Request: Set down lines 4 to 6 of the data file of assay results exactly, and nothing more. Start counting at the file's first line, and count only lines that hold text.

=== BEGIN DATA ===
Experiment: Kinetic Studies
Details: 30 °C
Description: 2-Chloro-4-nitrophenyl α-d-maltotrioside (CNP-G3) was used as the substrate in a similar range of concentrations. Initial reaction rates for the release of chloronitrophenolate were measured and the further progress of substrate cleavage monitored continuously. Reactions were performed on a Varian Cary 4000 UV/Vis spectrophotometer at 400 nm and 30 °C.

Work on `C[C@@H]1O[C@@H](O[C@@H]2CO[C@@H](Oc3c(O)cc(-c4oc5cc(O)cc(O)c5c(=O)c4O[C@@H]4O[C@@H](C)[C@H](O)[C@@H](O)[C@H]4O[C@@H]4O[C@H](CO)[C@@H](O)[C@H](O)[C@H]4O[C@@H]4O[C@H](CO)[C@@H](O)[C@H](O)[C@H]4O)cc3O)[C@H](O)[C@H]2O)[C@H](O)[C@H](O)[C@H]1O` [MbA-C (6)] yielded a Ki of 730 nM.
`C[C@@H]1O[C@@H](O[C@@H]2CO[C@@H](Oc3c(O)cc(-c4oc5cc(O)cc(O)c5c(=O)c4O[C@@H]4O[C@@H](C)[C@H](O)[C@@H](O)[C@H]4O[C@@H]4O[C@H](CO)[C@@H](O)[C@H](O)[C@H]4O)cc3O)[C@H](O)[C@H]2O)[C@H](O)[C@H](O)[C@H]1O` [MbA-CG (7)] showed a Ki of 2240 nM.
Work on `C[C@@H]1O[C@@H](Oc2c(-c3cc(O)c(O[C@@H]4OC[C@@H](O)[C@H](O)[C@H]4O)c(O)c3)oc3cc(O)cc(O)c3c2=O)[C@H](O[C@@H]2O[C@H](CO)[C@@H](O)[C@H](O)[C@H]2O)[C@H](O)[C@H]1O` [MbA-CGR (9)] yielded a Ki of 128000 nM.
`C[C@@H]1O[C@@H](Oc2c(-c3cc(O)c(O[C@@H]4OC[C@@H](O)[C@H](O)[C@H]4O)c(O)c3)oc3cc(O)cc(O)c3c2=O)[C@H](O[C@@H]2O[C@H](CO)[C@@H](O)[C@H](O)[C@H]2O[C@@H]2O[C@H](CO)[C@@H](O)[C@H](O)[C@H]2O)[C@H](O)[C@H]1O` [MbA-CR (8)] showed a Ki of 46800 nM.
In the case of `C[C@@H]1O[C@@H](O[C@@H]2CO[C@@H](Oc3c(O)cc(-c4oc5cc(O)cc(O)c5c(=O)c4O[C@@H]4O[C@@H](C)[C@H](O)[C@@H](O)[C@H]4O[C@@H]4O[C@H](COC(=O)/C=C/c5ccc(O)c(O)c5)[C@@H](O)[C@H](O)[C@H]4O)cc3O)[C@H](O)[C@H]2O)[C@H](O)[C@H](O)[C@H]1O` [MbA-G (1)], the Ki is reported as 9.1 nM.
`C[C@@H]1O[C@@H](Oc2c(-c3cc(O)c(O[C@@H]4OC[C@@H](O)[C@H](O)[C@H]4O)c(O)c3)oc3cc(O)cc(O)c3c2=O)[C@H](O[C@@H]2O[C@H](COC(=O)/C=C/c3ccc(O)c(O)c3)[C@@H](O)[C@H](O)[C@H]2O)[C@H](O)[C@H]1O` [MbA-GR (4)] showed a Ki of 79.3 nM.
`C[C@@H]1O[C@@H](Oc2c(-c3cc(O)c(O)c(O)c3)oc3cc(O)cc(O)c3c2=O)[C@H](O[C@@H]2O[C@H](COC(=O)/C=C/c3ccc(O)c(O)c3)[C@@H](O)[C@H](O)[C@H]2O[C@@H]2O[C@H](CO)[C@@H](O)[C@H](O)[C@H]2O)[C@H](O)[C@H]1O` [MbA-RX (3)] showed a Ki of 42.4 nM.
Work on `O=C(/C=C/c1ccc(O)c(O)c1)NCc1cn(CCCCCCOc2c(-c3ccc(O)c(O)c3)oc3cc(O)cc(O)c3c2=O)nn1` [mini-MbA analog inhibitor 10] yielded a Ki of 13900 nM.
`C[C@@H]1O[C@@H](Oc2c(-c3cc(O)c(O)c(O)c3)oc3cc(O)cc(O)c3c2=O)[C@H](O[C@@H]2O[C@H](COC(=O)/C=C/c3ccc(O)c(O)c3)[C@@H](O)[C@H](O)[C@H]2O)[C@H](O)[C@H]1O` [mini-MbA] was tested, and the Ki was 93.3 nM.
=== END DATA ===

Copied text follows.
Work on `C[C@@H]1O[C@@H](O[C@@H]2CO[C@@H](Oc3c(O)cc(-c4oc5cc(O)cc(O)c5c(=O)c4O[C@@H]4O[C@@H](C)[C@H](O)[C@@H](O)[C@H]4O[C@@H]4O[C@H](CO)[C@@H](O)[C@H](O)[C@H]4O[C@@H]4O[C@H](CO)[C@@H](O)[C@H](O)[C@H]4O)cc3O)[C@H](O)[C@H]2O)[C@H](O)[C@H](O)[C@H]1O` [MbA-C (6)] yielded a Ki of 730 nM.
`C[C@@H]1O[C@@H](O[C@@H]2CO[C@@H](Oc3c(O)cc(-c4oc5cc(O)cc(O)c5c(=O)c4O[C@@H]4O[C@@H](C)[C@H](O)[C@@H](O)[C@H]4O[C@@H]4O[C@H](CO)[C@@H](O)[C@H](O)[C@H]4O)cc3O)[C@H](O)[C@H]2O)[C@H](O)[C@H](O)[C@H]1O` [MbA-CG (7)] showed a Ki of 2240 nM.
Work on `C[C@@H]1O[C@@H](Oc2c(-c3cc(O)c(O[C@@H]4OC[C@@H](O)[C@H](O)[C@H]4O)c(O)c3)oc3cc(O)cc(O)c3c2=O)[C@H](O[C@@H]2O[C@H](CO)[C@@H](O)[C@H](O)[C@H]2O)[C@H](O)[C@H]1O` [MbA-CGR (9)] yielded a Ki of 128000 nM.